Nonetheless, the decision to integrate real-life artefacts into the story is an interesting one, and I find myself wondering if there are other ways that it could have been done more successfully.  Could the author have inserted herself into the text more  in describing the artefact and its provenance in a strictly non-fictional way at the start of the chapter, then moving to the imagined story? Could the artefact and associated information  have been marked out typographically from the fictional text?

This book was a bookgroup selection, and I must confess that I would have abandoned reading it had I not felt an obligation to read to the end.  It was probably one of the most divisive books we’ve read in recent years: some absolutely loved it; others were distinctly underwhelmed.  I’m afraid that I was one of the latter.

awwbadge_2014I have posted a link to this book on the Australian Women Writers Challenge.

Vale Jim Keays

Vale Jim Keays. You signed your name on my left wrist about forty years ago, and for weeks and weeks afterwards I kept it there, with the occasional touch-up to keep it legible. I don’t remember ever washing it off- perhaps the summer spelled the end of it, or perhaps it began to look so over-written that it lacked authenticity. When I heard of your death last week, I realized that though the signature has faded, my affection for you hasn’t.


Left -Right: Glenn Wheatley, Jim Keays, Colin Burgess, Doug Ford

You burst into my life at the Banyule High School social, held at Scots Church Hall in Burgundy Street in 1969. Looking back, it must have been the junior social because Scots Church Hall was a small, rather unprepossessing hall where I had bumbled my way through calisthenics two years previously, and it couldn’t possibly have accommodated a school social for a school nearing 1000 students. Nor do I remember the presence of those impossibly cool 4th, 5th and 6th formers who drifted through the corridors so confidently who, had they been there,  would have dominated any whole-school social event.

In your autobiography “His Master’s Voice” you described the mad rush on Friday and Saturday nights between locations at town halls and venues all over Melbourne in a manic round-robin with other bands of the day: Zoot, Town Criers, Axiom etc.. This mid-week gig wasn’t like that: you were the only act on stage and you stayed all night. You’d just released ‘5:10 Man’. And there I was, probably too shy and inhibited to dance, pressed up against the stage watching you gyrate in your skin-tight black leather outfits. In your book, you explained that you saved a fortune by not having your clothes ripped off every night. All I can think of now is that those leathers must have absolutely reeked. It was probably my first exposure to raw adult male sexuality, flaunted so provocatively.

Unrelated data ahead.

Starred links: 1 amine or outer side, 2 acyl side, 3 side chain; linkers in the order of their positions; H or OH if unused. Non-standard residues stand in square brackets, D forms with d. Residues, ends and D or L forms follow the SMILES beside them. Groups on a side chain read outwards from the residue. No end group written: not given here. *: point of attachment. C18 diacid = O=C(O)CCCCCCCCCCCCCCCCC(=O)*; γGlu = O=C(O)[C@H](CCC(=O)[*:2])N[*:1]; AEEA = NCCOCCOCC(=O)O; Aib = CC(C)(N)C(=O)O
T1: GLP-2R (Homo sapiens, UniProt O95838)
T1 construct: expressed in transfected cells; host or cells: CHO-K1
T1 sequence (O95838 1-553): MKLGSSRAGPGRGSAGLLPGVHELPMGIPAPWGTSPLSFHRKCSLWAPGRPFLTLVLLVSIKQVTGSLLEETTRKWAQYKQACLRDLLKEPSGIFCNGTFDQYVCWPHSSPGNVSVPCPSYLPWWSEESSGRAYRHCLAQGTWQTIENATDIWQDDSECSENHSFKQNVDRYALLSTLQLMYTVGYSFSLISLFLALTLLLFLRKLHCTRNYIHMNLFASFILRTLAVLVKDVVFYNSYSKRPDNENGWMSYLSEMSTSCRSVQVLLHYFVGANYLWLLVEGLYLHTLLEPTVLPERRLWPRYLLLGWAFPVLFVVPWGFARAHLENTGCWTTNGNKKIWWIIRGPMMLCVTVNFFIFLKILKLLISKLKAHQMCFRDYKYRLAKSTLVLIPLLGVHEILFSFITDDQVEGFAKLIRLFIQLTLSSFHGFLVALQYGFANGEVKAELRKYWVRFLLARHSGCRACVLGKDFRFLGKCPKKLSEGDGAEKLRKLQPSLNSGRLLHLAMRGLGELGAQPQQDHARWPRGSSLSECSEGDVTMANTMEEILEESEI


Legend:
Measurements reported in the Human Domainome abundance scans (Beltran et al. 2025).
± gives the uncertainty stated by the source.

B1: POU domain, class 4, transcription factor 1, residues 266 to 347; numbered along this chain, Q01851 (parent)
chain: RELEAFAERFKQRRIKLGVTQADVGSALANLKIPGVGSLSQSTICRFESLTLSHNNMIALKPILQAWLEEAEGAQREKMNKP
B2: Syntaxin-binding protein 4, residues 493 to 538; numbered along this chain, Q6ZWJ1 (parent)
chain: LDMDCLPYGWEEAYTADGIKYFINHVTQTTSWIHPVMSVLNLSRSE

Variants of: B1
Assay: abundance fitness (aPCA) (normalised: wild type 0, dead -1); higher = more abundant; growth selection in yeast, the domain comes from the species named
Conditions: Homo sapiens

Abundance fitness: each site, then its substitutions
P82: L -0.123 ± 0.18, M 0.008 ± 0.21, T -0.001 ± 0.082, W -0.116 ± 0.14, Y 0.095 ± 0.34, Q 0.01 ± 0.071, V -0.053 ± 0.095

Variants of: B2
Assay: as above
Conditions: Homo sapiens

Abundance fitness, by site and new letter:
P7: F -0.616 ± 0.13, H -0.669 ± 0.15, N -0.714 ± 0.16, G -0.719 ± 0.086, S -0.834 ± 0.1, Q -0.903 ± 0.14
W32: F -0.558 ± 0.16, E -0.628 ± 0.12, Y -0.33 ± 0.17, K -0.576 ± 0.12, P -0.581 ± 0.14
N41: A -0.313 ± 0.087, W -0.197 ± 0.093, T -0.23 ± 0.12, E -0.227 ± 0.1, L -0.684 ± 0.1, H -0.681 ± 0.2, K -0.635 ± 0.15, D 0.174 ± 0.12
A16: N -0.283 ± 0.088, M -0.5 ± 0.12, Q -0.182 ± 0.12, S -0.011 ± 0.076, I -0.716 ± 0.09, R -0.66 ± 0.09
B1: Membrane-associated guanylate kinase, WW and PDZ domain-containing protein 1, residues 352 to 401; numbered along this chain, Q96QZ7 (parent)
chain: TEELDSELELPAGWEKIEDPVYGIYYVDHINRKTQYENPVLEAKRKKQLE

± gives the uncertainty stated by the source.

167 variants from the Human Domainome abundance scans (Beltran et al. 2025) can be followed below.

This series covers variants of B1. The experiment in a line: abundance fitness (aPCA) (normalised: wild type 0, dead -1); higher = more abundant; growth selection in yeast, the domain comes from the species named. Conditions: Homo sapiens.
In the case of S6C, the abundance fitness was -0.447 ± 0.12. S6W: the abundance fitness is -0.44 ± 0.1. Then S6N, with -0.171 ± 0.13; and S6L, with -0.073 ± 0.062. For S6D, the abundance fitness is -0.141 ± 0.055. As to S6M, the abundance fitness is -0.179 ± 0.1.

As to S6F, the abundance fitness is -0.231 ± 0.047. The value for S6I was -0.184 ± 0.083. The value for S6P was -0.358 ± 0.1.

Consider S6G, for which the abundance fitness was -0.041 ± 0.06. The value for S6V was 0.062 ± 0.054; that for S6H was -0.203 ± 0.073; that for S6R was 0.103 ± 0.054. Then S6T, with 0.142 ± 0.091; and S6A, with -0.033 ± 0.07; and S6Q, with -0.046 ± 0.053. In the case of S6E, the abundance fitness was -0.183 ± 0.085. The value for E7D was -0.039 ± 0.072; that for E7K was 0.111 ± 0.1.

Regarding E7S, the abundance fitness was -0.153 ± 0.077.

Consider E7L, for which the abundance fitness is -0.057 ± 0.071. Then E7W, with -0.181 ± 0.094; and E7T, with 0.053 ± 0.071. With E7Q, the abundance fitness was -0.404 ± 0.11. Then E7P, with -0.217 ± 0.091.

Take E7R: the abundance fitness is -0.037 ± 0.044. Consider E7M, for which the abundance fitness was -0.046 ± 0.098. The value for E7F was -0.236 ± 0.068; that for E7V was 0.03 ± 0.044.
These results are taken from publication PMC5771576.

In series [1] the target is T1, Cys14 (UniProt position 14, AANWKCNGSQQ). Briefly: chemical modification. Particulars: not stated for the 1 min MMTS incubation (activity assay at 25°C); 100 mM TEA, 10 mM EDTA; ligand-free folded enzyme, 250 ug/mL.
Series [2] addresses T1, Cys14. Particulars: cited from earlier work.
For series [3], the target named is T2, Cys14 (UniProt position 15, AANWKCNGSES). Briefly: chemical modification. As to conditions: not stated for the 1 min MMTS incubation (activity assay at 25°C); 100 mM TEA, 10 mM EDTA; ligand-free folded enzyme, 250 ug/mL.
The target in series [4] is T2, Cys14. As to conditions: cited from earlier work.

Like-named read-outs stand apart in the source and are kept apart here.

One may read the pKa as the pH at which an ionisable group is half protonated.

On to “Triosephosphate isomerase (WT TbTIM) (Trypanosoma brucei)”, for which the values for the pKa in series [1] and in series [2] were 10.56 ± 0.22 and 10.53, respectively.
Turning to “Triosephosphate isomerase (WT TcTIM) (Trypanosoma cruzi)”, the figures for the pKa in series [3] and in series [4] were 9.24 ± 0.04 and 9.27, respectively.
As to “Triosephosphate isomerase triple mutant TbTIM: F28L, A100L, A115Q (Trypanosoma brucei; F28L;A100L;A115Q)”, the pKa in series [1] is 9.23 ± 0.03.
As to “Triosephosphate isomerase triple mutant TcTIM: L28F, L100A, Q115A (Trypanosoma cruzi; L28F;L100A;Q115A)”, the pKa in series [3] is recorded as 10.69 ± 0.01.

And so began my Tuesday night ritual, walking around to the St James Rd shops to pick up Go Set to find out where your songs were on the charts and what you were up to this week. The St James Rd shops at that time boasted two milk-bars (the ‘top’ milk-bar and the ‘bottom’ milk-bar), a wool shop, a two-aisle grocers, a butcher, a hairdresser and a fruit shop. [Today, beyond a massage centre and a closed reptile shop, it’s all just small offices.] I received 25c pocket money a week, with which I could buy Go Set for 20c and twenty Tarzan jubes at four a cent. I’d walk home slowly, reading Go-Set as I went, with its very wonky printing, manic layout and its columns by Lily Brett and Molly Meldrum. Apparently, a friend tells me, I was enraged enough to write to Molly to take him to task for attacking you- something I have no memory of at all. Occasionally there would be a colour poster, and it would join the other pictures of you that I had sticky-taped onto the inside of my wardrobe door because I wasn’t allowed to sticky-tape pictures to the wall lest I damage the pink paint.

You’d appear on television, all decked out in your leathers, miming away to your own songs on Up-Tight and Happening 70, shambolic four-hour shows on a Saturday morning that became a much-missed feature once I got a Saturday-morning job at a hardware store.

I joined the Masters Apprentices fan-club and each afternoon arrived home from school hoping that there would be a newsletter. There rarely was, although when one finally did arrive, it was a bulky, typewritten, black-and-white roneo-d and stapled production that gave much pleasure. At one stage ‘Denise, Di and Mrs G.’ put on a function at their house in the eastern suburbs somewhere (Bayswater maybe?) and what seemed like hundreds of girls crammed into their small house, spilling out into the backyard with a fibro garage. Some time later there was another function, this time at Croydon Park, and this time I achieved my dearest wish- you kissed me (along with hundreds of other clamouring fans).